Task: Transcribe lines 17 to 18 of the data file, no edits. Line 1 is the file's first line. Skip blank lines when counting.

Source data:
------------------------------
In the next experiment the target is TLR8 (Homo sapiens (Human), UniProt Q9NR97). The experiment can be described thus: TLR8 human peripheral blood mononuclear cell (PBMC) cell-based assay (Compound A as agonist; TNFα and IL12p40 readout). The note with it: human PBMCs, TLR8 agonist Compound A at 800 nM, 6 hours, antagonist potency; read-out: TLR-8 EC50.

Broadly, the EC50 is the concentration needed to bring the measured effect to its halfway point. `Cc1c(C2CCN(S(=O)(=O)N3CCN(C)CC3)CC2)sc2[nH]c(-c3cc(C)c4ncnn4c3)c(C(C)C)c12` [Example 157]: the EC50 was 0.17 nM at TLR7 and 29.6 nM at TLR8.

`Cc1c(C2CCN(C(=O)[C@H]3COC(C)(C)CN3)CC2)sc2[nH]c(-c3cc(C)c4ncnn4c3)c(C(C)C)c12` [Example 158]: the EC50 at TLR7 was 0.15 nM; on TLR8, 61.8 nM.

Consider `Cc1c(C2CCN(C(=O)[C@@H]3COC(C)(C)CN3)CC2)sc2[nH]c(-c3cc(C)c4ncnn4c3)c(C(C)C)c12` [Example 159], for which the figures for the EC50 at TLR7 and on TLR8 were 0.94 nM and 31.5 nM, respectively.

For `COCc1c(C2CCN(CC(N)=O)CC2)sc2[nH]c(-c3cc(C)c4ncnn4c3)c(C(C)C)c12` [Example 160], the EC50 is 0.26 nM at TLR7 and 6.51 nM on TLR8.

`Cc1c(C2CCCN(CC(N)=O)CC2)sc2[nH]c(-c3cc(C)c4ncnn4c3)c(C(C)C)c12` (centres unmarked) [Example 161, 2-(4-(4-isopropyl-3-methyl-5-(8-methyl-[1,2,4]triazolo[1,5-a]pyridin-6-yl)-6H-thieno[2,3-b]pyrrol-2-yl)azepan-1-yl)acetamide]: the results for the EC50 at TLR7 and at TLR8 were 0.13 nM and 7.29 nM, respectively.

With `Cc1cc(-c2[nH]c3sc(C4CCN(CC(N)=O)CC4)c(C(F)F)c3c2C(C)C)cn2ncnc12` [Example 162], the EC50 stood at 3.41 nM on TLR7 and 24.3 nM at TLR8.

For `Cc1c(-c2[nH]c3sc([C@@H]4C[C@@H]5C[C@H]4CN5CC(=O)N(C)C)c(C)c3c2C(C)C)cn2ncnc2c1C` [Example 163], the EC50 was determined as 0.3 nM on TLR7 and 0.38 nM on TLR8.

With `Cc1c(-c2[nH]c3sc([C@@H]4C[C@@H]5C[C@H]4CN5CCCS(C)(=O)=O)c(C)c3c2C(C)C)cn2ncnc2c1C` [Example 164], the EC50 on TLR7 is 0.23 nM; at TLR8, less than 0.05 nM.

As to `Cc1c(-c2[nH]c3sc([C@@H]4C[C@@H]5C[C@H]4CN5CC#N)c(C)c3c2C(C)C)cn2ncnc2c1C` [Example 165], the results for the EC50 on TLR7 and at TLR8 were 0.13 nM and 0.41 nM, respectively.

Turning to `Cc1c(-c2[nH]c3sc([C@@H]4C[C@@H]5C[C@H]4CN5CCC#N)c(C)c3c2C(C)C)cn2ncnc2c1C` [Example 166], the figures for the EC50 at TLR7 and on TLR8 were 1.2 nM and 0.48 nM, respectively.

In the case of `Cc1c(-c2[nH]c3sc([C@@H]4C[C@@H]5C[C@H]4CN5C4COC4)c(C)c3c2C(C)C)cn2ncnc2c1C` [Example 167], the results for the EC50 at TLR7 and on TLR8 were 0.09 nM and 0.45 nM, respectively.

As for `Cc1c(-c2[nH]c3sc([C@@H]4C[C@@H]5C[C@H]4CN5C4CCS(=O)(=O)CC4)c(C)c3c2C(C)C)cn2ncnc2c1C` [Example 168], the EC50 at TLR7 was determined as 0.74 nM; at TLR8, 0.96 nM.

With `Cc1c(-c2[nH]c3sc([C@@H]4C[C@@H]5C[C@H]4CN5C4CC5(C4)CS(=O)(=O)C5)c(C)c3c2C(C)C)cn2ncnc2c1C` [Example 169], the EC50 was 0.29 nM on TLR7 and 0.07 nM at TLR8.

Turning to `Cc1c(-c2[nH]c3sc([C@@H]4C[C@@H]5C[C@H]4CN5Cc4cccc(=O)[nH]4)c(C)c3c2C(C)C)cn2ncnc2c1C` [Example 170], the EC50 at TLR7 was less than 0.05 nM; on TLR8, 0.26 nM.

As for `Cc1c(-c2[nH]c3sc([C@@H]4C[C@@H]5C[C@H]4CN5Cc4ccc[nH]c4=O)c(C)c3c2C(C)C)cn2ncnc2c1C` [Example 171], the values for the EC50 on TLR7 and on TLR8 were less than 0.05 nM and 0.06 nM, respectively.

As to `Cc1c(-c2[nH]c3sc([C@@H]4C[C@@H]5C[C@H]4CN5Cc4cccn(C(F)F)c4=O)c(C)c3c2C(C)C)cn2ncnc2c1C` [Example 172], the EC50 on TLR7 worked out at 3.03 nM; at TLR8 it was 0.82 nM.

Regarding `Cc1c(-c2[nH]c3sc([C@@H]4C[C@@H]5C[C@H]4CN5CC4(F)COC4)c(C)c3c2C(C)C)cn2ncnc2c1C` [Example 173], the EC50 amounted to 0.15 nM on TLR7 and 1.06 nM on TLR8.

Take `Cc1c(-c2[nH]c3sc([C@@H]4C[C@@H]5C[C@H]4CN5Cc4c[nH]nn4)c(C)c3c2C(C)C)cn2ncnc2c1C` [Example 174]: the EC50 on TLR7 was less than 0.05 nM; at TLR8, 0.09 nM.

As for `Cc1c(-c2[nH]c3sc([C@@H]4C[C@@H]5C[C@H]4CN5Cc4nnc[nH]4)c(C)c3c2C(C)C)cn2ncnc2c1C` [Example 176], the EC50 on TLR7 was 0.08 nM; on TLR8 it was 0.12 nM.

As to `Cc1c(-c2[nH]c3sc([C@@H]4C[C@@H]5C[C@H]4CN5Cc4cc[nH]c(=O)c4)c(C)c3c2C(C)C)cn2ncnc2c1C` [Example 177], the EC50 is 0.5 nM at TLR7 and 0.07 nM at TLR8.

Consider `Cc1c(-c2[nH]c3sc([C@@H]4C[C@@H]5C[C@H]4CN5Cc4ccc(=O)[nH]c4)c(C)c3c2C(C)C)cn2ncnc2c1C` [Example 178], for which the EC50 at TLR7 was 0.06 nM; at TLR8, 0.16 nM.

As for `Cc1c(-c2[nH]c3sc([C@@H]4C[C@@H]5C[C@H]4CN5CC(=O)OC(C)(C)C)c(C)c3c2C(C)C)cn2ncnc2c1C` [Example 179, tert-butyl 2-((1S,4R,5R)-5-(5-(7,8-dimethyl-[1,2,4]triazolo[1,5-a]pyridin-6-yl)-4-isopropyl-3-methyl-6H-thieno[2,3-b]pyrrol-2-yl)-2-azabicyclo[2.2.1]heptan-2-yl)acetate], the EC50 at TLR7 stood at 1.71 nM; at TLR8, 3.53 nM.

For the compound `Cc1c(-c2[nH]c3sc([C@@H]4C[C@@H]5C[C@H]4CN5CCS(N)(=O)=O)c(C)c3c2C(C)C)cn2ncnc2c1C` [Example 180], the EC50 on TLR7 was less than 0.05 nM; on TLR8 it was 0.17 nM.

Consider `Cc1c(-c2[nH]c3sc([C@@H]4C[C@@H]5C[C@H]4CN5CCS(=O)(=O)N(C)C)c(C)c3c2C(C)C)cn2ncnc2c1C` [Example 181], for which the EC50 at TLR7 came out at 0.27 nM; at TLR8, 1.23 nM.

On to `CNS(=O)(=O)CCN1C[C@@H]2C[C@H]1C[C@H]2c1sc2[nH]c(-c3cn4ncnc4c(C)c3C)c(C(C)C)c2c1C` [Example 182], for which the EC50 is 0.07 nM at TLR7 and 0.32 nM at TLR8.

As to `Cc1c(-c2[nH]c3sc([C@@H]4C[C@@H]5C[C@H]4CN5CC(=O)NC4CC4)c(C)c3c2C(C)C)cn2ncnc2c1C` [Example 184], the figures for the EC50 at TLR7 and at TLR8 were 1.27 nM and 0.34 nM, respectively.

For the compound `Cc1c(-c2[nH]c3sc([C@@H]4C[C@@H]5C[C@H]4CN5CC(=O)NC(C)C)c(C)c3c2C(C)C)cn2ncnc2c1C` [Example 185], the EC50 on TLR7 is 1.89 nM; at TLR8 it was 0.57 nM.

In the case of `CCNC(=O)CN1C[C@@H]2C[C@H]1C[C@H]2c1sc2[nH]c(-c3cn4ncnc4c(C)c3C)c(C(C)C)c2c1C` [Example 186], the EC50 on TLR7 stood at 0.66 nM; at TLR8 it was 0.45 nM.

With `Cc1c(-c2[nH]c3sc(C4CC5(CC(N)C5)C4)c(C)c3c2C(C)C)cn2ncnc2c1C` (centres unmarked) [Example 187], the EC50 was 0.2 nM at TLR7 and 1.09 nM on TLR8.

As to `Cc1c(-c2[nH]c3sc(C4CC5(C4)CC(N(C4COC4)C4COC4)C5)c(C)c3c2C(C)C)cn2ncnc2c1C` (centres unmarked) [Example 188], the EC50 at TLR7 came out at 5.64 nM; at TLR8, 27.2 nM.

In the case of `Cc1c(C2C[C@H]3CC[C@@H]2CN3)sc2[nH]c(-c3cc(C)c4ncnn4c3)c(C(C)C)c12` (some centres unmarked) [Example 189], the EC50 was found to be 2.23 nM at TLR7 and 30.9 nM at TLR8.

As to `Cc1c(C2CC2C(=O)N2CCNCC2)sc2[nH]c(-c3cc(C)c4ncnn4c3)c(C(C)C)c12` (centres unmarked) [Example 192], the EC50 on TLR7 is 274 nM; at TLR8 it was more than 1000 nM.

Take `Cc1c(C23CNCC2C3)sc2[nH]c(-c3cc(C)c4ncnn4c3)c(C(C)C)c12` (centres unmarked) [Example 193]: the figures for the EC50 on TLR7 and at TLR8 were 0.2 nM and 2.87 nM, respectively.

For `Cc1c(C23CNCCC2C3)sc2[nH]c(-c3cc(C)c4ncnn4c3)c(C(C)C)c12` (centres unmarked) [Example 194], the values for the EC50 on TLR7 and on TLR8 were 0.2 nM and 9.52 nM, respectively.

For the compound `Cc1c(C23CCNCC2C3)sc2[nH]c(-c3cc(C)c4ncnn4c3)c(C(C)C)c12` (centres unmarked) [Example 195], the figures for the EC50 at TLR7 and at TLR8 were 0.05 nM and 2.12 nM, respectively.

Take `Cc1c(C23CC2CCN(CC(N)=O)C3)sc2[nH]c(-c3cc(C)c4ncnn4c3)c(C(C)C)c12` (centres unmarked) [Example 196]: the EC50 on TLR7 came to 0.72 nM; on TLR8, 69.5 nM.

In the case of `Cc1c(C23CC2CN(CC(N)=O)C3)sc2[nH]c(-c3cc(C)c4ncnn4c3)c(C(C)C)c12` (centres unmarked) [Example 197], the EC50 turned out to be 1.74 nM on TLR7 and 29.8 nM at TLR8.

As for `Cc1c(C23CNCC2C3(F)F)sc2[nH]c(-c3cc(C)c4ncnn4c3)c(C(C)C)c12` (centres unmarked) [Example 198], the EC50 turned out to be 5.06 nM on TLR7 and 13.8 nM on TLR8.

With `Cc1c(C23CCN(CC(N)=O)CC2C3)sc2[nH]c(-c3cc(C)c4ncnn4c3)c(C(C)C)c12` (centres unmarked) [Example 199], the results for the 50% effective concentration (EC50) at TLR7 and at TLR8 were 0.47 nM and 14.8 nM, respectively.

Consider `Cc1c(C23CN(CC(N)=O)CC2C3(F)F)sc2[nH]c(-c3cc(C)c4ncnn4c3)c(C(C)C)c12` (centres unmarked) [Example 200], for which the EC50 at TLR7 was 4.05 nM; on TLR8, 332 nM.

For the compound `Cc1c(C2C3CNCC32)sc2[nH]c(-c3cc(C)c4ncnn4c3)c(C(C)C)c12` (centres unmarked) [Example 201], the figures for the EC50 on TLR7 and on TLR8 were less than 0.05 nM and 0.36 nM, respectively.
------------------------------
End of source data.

As to `Cc1c(-c2[nH]c3sc([C@@H]4C[C@@H]5C[C@H]4CN5Cc4cccn(C(F)F)c4=O)c(C)c3c2C(C)C)cn2ncnc2c1C` [Example 172], the EC50 on TLR7 worked out at 3.03 nM; at TLR8 it was 0.82 nM.

Regarding `Cc1c(-c2[nH]c3sc([C@@H]4C[C@@H]5C[C@H]4CN5CC4(F)COC4)c(C)c3c2C(C)C)cn2ncnc2c1C` [Example 173], the EC50 amounted to 0.15 nM on TLR7 and 1.06 nM on TLR8.